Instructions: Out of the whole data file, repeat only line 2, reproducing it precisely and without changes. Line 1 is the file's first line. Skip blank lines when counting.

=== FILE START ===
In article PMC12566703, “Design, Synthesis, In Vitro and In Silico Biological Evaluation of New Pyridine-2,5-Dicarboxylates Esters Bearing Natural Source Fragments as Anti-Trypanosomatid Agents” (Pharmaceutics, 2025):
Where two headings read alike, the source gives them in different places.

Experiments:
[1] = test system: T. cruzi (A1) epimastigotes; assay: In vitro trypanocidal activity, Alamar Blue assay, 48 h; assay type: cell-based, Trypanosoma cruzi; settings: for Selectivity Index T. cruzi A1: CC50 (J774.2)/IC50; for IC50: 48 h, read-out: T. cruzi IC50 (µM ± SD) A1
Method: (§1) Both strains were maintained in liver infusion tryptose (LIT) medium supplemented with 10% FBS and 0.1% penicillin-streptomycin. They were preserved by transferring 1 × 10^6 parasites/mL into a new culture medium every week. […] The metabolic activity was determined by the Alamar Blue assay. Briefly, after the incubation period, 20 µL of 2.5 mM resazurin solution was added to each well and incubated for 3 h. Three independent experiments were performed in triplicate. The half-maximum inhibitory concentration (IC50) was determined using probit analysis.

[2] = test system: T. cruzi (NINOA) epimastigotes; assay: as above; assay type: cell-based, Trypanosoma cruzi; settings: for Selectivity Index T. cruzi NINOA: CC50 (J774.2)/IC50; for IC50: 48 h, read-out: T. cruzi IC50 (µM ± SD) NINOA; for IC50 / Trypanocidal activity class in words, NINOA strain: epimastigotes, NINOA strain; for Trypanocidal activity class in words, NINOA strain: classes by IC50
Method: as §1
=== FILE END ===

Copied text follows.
Where two headings read alike, the source gives them in different places.